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Sweetening the sugar bill [Interview]

Article-Sweetening the sugar bill [Interview]

Prompted by public health requirements from consumers and authorities alike, reducing sugar content is a priority for F&B manufacturers. But what options do product developers really have to reduce sugar content without affecting the product? And how can consumers be reassured about the naturalness of these alternatives?

In this interview, Emma Schofield, Senior Analyst at Mintel, reflects on the sugar reduction challenge.

Sugar reduction has been on food producers’ agenda for quite some time. What are the main challenges?

“The battle between health and taste i.e. reducing sugar without impacting the sensory qualities of treat and indulgence products is a key challenge for sugar reduction. Many consumers show some reticence towards sugar reduction in treat or indulgence categories like chocolate confectionery. For example, 53% of UK consumers agree that reduced sugar chocolate feels less of a treat than regular chocolate, and 30% agree reduced sugar chocolate with added fibre would be appealing, according to Mintel report Chocolate Confectionery - UK - May 2019. As such, portion size reduction remains a relevant sugar reduction tactic in these categories. In categories like yogurts or breakfast cereals, where many consumers look for healthy options, sugar reduction may be easier because consumers may be more interested in health than indulgence in such categories.”

What ingredients are most popular for sugar reduction in Europe, North America and Asia?

“Artificial sweeteners are prevalent in reduced sugar products like carbonated soft drinks. In 2018, 29% of European carbonated soft drink launches contained an artificial sweetener, up from 23% in 2016, according to Mintel GNPD ingredients database. However, despite the rise of artificial sweeteners in carbonated soft drink launches in Europe, producers should consider that many consumers are concerned about the safety and healthfulness of such ingredients. For example, in 2018, only 24% of French consumers said they trusted the food industry to only use sweeteners if they were safe. In 2018, 68% of Italian consumers agreed that they were concerned about the artificial ingredients in carbonated soft drinks. Accordingly, a key challenge food producers face is delivering sugar reduction while maintaining clean ingredients lists and a natural image in products’.”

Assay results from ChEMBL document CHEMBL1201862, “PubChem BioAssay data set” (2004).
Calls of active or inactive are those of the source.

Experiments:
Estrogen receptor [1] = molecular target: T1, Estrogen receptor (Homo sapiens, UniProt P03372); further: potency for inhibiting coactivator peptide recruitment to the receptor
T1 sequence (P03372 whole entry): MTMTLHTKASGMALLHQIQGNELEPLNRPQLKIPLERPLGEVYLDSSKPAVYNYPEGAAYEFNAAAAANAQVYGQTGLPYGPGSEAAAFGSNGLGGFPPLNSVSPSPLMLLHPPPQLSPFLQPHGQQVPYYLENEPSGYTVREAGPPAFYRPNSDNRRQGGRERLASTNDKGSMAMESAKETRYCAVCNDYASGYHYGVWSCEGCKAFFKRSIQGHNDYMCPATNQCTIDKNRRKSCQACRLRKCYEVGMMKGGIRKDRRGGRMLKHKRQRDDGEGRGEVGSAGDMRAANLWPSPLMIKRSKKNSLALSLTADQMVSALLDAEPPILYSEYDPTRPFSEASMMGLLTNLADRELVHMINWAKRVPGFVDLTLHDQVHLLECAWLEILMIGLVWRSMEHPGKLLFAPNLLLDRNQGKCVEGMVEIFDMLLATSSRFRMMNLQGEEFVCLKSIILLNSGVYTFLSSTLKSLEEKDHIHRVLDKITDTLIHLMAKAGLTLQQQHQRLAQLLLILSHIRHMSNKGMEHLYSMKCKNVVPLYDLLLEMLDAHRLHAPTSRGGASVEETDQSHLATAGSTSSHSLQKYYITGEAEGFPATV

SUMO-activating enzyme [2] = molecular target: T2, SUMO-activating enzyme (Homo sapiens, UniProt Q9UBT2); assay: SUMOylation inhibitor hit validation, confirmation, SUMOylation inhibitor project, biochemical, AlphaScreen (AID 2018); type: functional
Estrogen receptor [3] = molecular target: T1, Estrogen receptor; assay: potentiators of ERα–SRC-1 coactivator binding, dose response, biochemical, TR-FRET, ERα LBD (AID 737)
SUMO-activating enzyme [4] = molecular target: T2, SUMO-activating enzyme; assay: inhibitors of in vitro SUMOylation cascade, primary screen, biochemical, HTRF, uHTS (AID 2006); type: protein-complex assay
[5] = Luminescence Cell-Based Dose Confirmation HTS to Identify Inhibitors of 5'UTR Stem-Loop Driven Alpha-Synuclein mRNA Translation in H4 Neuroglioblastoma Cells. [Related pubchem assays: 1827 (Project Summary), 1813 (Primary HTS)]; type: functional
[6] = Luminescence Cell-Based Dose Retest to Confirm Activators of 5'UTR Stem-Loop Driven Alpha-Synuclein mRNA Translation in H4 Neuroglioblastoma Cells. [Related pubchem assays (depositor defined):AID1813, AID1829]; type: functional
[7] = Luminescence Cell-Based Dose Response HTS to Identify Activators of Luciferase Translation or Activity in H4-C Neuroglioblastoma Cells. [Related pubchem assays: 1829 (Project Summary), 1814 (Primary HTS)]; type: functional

What are the new upcoming ingredients for sugar reduction? What should producers be on the lookout for?

“Earlier in 2019, Nestlé announced plans to use cocoa pod waste (cocoa pulp) to replace refined white sugar in chocolate confectionery. Cocoa pulp naturally contains sugar, fibres and other nutrients. In addition to supporting sugar reduction (like other fibre-based ingredients) using cocoa pulp waste also helps to tackle food waste by using an ingredient that is typically discarded. Interest in naturalness and clean label will drive demand for ingredients that deliver sugar reduction – without compromising clean label. Fibre ingredients that are of plant origin can help to deliver sugar reduction in categories like ice cream or chocolate confectionery, while maintaining a cleaner label than bulk sweeteners that have an artificial image.”

Are there specific F&B categories where sugar reduction is mainly happening and why?